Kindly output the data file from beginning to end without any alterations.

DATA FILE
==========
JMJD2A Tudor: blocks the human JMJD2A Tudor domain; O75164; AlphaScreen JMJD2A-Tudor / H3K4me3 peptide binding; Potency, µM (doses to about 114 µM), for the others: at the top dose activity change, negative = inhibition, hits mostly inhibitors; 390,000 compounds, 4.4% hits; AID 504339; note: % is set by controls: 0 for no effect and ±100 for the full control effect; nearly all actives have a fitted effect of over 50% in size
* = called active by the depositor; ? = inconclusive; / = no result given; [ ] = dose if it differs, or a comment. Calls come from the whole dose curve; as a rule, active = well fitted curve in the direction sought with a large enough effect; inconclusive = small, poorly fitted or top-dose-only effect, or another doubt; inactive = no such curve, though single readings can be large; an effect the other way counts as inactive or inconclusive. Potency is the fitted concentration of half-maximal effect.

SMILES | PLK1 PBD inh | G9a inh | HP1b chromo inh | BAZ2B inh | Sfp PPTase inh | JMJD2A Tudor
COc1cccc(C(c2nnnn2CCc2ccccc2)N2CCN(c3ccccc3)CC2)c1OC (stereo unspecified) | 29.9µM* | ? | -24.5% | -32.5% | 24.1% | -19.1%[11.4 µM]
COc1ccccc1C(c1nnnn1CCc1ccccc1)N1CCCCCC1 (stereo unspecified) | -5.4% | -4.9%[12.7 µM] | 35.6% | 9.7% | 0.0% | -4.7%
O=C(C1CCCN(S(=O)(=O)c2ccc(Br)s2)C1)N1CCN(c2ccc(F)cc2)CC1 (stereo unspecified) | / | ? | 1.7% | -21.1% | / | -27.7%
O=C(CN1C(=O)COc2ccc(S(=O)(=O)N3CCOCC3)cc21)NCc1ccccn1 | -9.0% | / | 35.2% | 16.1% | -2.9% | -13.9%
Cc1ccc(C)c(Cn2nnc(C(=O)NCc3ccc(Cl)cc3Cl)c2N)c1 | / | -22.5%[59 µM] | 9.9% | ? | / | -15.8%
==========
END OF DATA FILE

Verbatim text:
JMJD2A Tudor: blocks the human JMJD2A Tudor domain; O75164; AlphaScreen JMJD2A-Tudor / H3K4me3 peptide binding; Potency, µM (doses to about 114 µM), for the others: at the top dose activity change, negative = inhibition, hits mostly inhibitors; 390,000 compounds, 4.4% hits; AID 504339; note: % is set by controls: 0 for no effect and ±100 for the full control effect; nearly all actives have a fitted effect of over 50% in size
* = called active by the depositor; ? = inconclusive; / = no result given; [ ] = dose if it differs, or a comment. Calls come from the whole dose curve; as a rule, active = well fitted curve in the direction sought with a large enough effect; inconclusive = small, poorly fitted or top-dose-only effect, or another doubt; inactive = no such curve, though single readings can be large; an effect the other way counts as inactive or inconclusive. Potency is the fitted concentration of half-maximal effect.

SMILES | PLK1 PBD inh | G9a inh | HP1b chromo inh | BAZ2B inh | Sfp PPTase inh | JMJD2A Tudor
COc1cccc(C(c2nnnn2CCc2ccccc2)N2CCN(c3ccccc3)CC2)c1OC (stereo unspecified) | 29.9µM* | ? | -24.5% | -32.5% | 24.1% | -19.1%[11.4 µM]
COc1ccccc1C(c1nnnn1CCc1ccccc1)N1CCCCCC1 (stereo unspecified) | -5.4% | -4.9%[12.7 µM] | 35.6% | 9.7% | 0.0% | -4.7%
O=C(C1CCCN(S(=O)(=O)c2ccc(Br)s2)C1)N1CCN(c2ccc(F)cc2)CC1 (stereo unspecified) | / | ? | 1.7% | -21.1% | / | -27.7%
O=C(CN1C(=O)COc2ccc(S(=O)(=O)N3CCOCC3)cc21)NCc1ccccn1 | -9.0% | / | 35.2% | 16.1% | -2.9% | -13.9%
Cc1ccc(C)c(Cn2nnc(C(=O)NCc3ccc(Cl)cc3Cl)c2N)c1 | / | -22.5%[59 µM] | 9.9% | ? | / | -15.8%